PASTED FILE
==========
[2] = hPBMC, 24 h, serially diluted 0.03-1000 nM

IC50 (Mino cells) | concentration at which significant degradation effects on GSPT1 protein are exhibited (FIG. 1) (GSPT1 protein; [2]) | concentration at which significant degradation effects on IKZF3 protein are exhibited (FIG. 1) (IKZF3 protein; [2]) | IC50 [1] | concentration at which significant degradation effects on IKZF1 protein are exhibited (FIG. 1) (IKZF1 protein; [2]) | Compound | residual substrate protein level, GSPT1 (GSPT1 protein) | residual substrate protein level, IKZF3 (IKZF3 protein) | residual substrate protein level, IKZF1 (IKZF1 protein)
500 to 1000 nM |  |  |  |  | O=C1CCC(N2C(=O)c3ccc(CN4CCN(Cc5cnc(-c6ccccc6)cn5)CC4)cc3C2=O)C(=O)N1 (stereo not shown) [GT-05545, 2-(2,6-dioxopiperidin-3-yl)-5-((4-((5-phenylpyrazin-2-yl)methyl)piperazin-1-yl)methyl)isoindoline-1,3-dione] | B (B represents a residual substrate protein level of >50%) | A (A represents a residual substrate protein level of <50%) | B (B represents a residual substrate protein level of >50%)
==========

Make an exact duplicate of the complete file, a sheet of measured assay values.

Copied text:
[2] = hPBMC, 24 h, serially diluted 0.03-1000 nM

IC50 (Mino cells) | concentration at which significant degradation effects on GSPT1 protein are exhibited (FIG. 1) (GSPT1 protein; [2]) | concentration at which significant degradation effects on IKZF3 protein are exhibited (FIG. 1) (IKZF3 protein; [2]) | IC50 [1] | concentration at which significant degradation effects on IKZF1 protein are exhibited (FIG. 1) (IKZF1 protein; [2]) | Compound | residual substrate protein level, GSPT1 (GSPT1 protein) | residual substrate protein level, IKZF3 (IKZF3 protein) | residual substrate protein level, IKZF1 (IKZF1 protein)
500 to 1000 nM |  |  |  |  | O=C1CCC(N2C(=O)c3ccc(CN4CCN(Cc5cnc(-c6ccccc6)cn5)CC4)cc3C2=O)C(=O)N1 (stereo not shown) [GT-05545, 2-(2,6-dioxopiperidin-3-yl)-5-((4-((5-phenylpyrazin-2-yl)methyl)piperazin-1-yl)methyl)isoindoline-1,3-dione] | B (B represents a residual substrate protein level of >50%) | A (A represents a residual substrate protein level of <50%) | B (B represents a residual substrate protein level of >50%)